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12 December 2019

Homework in hospital inspires young patient to write and produce Christmas song


A young patient at Bristol Royal Hospital for Children has taken homework to the next level, having written and produced his own Christmas song, 'It's a hospital Christmas', whilst undergoing treatment for epilepsy.

Isaac Jackson, 12 years old, has staff, patients and visitors at Bristol children's hospital singing to his own tune, "It's a hospital Christmas". The catchy, fun and festive words, along with Isaac on keyboard, has brought the cheer whilst Isaac underwent treatment on the hospital's neurosciences ward.

Staying in hospital for a prolonged period, Isaac was sent homework from his teachers at Hele's School, Plympton, to complete during his stay. Isaac said: "My music teacher set me homework to write two verses and a chorus of a Christmas song. With the help of my mum, and the Grand Appeal music therapist Karen, we came up with 'It's a hospital Christmas'.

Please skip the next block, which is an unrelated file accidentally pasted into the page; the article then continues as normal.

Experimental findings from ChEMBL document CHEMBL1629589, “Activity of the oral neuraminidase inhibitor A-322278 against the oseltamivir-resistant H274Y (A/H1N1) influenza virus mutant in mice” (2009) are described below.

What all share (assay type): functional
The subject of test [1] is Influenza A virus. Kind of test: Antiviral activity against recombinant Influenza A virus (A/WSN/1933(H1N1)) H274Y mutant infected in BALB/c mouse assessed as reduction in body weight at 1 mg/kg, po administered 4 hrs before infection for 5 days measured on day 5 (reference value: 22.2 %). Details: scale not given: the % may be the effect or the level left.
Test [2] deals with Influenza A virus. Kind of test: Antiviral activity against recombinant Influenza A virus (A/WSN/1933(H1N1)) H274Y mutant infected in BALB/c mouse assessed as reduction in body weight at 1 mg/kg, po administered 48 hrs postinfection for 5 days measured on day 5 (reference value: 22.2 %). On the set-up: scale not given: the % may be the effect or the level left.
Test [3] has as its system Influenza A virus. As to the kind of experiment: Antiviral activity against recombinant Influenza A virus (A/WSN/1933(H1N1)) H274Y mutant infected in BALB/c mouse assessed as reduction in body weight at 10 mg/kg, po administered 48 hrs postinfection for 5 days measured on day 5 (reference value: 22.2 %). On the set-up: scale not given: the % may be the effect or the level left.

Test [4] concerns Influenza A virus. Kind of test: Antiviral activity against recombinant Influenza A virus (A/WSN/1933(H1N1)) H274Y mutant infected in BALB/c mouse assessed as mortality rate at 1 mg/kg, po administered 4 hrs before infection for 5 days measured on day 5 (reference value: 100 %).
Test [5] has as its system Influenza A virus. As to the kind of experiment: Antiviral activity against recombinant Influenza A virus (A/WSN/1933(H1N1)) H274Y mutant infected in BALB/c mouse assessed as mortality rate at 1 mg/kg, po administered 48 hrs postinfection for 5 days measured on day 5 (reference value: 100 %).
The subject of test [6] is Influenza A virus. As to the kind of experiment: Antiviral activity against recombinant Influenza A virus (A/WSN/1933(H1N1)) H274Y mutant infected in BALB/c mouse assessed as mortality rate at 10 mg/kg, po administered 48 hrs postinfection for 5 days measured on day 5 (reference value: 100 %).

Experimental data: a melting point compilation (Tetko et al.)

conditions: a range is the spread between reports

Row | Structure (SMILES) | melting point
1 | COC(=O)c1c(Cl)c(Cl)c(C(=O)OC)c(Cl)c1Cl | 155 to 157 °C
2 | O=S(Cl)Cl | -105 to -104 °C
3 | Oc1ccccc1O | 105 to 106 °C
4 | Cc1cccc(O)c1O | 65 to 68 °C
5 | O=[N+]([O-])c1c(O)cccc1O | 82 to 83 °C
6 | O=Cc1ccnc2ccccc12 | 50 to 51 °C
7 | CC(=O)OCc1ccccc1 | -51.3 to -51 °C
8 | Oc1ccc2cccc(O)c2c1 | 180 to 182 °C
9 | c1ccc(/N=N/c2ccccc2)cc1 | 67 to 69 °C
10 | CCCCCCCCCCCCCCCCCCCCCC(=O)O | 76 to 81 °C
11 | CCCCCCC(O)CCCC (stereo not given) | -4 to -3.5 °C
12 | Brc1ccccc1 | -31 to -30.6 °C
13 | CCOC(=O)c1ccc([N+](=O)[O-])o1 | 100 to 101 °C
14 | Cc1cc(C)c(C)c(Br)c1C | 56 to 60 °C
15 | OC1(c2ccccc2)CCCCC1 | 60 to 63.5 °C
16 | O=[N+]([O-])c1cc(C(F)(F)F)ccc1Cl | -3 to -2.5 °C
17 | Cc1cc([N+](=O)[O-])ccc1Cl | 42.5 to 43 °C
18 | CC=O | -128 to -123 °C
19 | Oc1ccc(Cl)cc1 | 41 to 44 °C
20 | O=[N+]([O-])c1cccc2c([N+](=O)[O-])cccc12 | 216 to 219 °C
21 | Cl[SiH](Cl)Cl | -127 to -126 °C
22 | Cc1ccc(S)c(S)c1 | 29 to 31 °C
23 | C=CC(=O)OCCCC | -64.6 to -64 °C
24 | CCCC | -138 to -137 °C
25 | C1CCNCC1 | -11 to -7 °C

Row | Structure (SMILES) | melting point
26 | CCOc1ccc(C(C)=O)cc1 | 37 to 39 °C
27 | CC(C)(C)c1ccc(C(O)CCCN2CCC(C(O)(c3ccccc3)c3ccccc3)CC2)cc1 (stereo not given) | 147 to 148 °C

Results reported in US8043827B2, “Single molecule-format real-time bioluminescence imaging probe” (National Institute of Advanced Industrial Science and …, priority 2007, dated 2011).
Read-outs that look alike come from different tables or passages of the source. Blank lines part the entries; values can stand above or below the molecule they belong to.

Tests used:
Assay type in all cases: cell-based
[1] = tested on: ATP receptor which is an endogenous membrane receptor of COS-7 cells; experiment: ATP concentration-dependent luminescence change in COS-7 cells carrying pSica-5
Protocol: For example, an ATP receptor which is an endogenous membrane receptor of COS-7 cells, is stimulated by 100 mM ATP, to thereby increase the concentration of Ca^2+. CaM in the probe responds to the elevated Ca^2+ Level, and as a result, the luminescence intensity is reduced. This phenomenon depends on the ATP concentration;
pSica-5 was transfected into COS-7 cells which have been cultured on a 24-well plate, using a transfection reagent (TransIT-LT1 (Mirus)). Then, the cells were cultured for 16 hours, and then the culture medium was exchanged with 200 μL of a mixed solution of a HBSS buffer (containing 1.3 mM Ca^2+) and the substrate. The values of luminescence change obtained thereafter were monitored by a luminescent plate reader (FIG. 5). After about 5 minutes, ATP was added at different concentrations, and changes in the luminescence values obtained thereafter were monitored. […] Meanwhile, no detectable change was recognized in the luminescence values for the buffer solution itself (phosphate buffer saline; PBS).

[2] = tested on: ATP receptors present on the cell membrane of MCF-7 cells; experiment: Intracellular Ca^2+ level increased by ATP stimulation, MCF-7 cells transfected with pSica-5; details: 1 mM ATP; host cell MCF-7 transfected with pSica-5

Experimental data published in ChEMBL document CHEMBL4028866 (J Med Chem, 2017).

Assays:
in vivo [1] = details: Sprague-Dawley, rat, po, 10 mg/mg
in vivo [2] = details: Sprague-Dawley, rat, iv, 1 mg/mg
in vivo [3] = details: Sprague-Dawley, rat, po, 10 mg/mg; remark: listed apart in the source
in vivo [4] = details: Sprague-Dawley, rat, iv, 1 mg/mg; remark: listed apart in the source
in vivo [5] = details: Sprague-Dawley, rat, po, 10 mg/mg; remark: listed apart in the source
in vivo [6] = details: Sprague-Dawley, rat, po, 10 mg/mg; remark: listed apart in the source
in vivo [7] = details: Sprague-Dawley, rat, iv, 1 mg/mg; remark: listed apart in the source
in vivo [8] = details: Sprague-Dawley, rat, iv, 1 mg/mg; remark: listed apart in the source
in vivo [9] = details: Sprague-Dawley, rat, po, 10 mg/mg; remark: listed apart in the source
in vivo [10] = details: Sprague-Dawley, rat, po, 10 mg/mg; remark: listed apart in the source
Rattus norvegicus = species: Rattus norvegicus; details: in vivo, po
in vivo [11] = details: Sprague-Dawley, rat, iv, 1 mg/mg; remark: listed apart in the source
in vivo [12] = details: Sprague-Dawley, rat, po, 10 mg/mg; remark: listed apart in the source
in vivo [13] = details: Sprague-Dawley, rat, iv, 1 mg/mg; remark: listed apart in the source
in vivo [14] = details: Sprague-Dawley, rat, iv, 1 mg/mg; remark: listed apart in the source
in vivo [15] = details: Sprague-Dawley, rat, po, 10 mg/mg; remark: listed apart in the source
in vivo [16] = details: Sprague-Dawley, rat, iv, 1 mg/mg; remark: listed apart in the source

"Although I do music at school, it's not something I would do outside my lessons but I've realised its good fun and kept me busy. Karen gave me a keyboard to experiment with and it is because of my stay in hospital I was inspired.

"When we sent the song to my teacher they were amazed I had written the song, but also put the music to it. As a result, they shared it with the rest of the class and now the song is in all our heads."

Isaac was in the children's hospital for a stereotactic EEG, monitoring his seizures with wires surgically placed by neurosurgeon Michael Carter. Mr Carter noted Isaac's musical talents and requested the pleasure of collaborating on the song.

Jo Jackson, Isaac's mother said: "Like most children of Isaac's age, homework isn't really considered fun. However, this project was ideal for our stay in Bristol; keeping both Isaac and I entertained whilst he expressed himself through music.

"Karen the music therapist was brilliant on guitar and helped with the recording we sent to school. To also hear Isaac's surgeon Mr Carter wanted to join in with the song meant a lot to us both, and we hope the song remains a hospital favourite this Christmas and for many more years to come."